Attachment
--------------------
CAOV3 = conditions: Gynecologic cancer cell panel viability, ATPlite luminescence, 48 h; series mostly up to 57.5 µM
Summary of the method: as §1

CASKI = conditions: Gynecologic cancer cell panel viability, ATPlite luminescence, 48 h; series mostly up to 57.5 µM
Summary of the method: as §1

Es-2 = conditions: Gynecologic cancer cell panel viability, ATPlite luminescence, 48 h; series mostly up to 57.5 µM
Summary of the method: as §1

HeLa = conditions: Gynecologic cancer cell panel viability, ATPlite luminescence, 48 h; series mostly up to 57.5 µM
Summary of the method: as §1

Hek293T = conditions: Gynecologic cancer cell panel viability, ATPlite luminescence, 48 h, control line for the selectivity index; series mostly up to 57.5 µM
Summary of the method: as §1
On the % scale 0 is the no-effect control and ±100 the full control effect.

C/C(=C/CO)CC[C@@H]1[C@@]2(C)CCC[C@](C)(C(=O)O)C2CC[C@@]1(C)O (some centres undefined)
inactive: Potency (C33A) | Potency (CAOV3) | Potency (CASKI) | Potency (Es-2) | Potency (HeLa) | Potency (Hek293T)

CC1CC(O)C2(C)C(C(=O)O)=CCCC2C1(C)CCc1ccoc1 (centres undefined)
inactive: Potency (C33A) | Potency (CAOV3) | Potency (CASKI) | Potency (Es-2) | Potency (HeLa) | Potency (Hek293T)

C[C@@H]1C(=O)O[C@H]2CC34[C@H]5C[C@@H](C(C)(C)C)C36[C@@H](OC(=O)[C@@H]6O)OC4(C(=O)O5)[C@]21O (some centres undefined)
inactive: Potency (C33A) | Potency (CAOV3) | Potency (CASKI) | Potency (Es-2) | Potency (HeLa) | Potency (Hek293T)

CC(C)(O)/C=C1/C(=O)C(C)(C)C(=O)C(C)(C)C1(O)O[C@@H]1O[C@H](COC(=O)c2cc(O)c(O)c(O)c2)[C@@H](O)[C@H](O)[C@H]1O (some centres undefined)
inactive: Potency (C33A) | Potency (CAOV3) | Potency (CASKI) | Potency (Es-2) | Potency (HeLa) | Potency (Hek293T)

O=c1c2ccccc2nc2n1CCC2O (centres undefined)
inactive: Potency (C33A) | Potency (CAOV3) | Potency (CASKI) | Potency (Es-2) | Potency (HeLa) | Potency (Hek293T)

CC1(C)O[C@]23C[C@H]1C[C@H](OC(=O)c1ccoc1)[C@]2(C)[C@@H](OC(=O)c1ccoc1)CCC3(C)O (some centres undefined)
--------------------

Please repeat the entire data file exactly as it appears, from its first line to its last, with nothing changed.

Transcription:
CAOV3 = conditions: Gynecologic cancer cell panel viability, ATPlite luminescence, 48 h; series mostly up to 57.5 µM
Summary of the method: as §1

CASKI = conditions: Gynecologic cancer cell panel viability, ATPlite luminescence, 48 h; series mostly up to 57.5 µM
Summary of the method: as §1

Es-2 = conditions: Gynecologic cancer cell panel viability, ATPlite luminescence, 48 h; series mostly up to 57.5 µM
Summary of the method: as §1

HeLa = conditions: Gynecologic cancer cell panel viability, ATPlite luminescence, 48 h; series mostly up to 57.5 µM
Summary of the method: as §1

Hek293T = conditions: Gynecologic cancer cell panel viability, ATPlite luminescence, 48 h, control line for the selectivity index; series mostly up to 57.5 µM
Summary of the method: as §1
On the % scale 0 is the no-effect control and ±100 the full control effect.

C/C(=C/CO)CC[C@@H]1[C@@]2(C)CCC[C@](C)(C(=O)O)C2CC[C@@]1(C)O (some centres undefined)
inactive: Potency (C33A) | Potency (CAOV3) | Potency (CASKI) | Potency (Es-2) | Potency (HeLa) | Potency (Hek293T)

CC1CC(O)C2(C)C(C(=O)O)=CCCC2C1(C)CCc1ccoc1 (centres undefined)
inactive: Potency (C33A) | Potency (CAOV3) | Potency (CASKI) | Potency (Es-2) | Potency (HeLa) | Potency (Hek293T)

C[C@@H]1C(=O)O[C@H]2CC34[C@H]5C[C@@H](C(C)(C)C)C36[C@@H](OC(=O)[C@@H]6O)OC4(C(=O)O5)[C@]21O (some centres undefined)
inactive: Potency (C33A) | Potency (CAOV3) | Potency (CASKI) | Potency (Es-2) | Potency (HeLa) | Potency (Hek293T)

CC(C)(O)/C=C1/C(=O)C(C)(C)C(=O)C(C)(C)C1(O)O[C@@H]1O[C@H](COC(=O)c2cc(O)c(O)c(O)c2)[C@@H](O)[C@H](O)[C@H]1O (some centres undefined)
inactive: Potency (C33A) | Potency (CAOV3) | Potency (CASKI) | Potency (Es-2) | Potency (HeLa) | Potency (Hek293T)

O=c1c2ccccc2nc2n1CCC2O (centres undefined)
inactive: Potency (C33A) | Potency (CAOV3) | Potency (CASKI) | Potency (Es-2) | Potency (HeLa) | Potency (Hek293T)

CC1(C)O[C@]23C[C@H]1C[C@H](OC(=O)c1ccoc1)[C@]2(C)[C@@H](OC(=O)c1ccoc1)CCC3(C)O (some centres undefined)